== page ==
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Le Clos Galerne

Le Clos Galerne

Henri de la Rochejaquelein was aged just 21 years when he was unanimously elected commander in chief of the Armées Catholique et Royale, the royalist armies based in western France who sought to overturn the new post-Revolutionary order and reinstate the French monarch. Sadly his courage and evident enthusiasm for the cause, exhibited during his participation in a number of victories during 1793, could not compensate for his lack of experience. His election came just three days after this army had been routed at Cholet, after which the army crossed the Loire at Saint-Florent-le-Vieil and headed for Granville in the hope of meeting reinforcements from England. The venture failed, and Rochejaquelein’s forces were hunted down with great loss of life.

The Guerre de Vendée waged by this counter-revolutionary force did much to shape the viticultural landscape of the Nantais and Anjou. Many of the great châteaux of the Muscadet region were ransacked and burnt to the ground, including the original Château du Coing de St-Fiacre today in the hands of Vignobles Günther-Chéreau and Château de Chasseloir, part of the Chéreau-Carré empire. Likewise many of the bridges, embankments and locks which once ran the course of the Layon, which had been canalised during the reign of Louis XVIII (1755 – 1824), were destroyed.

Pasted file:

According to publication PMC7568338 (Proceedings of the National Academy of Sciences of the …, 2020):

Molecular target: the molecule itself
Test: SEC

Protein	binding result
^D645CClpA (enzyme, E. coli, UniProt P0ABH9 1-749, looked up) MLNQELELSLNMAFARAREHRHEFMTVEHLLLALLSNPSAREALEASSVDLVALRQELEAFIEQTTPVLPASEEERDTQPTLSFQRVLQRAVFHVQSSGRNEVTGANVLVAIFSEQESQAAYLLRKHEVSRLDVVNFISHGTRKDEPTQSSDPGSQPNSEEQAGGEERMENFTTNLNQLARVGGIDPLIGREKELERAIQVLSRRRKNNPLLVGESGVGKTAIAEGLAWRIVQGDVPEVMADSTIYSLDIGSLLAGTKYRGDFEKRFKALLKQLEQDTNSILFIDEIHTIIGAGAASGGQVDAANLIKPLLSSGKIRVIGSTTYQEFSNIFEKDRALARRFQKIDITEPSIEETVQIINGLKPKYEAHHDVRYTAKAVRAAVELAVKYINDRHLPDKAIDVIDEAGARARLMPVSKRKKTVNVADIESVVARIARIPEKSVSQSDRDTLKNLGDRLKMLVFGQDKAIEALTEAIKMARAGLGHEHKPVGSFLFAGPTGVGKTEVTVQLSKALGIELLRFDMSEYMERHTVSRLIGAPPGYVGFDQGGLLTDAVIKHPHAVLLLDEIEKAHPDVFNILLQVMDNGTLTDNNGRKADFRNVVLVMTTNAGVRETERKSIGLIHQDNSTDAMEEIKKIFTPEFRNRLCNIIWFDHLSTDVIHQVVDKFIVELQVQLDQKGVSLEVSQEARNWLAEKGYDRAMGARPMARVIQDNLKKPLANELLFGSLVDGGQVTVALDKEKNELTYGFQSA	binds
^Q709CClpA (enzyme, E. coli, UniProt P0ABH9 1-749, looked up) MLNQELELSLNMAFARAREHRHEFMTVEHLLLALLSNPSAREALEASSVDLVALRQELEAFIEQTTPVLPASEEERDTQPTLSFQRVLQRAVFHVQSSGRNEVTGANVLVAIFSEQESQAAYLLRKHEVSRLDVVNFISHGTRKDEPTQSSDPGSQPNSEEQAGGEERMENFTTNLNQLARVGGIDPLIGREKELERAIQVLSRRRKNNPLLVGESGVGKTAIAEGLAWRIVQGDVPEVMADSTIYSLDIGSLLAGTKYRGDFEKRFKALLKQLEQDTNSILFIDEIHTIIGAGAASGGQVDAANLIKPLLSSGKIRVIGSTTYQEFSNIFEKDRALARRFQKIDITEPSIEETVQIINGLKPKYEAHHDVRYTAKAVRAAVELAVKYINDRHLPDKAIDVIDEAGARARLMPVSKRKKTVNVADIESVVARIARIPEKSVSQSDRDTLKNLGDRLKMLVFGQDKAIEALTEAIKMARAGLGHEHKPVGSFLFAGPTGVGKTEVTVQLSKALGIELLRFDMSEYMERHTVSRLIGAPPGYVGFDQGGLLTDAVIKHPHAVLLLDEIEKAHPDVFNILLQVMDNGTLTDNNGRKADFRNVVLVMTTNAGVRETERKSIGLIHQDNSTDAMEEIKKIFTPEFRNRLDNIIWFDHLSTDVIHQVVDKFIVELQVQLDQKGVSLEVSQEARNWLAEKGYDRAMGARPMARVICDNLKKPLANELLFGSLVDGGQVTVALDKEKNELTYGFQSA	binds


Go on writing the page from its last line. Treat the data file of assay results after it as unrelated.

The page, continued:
Le Clos Galerne

The story of the war touches the modern-day Le Clos Galerne in two ways. First, the flight of the Armées Catholique et Royale for Granville after their defeat at Cholet is known as the Virée de Galerne, named for the Galerne (or gwalarn in the Breton tongue), a northwesterly wind, in which the forces made their U-turn (virée). Today the name lives on in Le Clos Galerne, which sits on the banks of the Layon. Second, a significant part of the Galerne vineyards are focused around the Moulin Brûlé (which translates as burnt windmill), itself the scene of fighting between Rochejaquelein’s forces and the Republican army. Little wonder that the modern-day proprietor, Cédric Bourez (pictured above), settled on this name.

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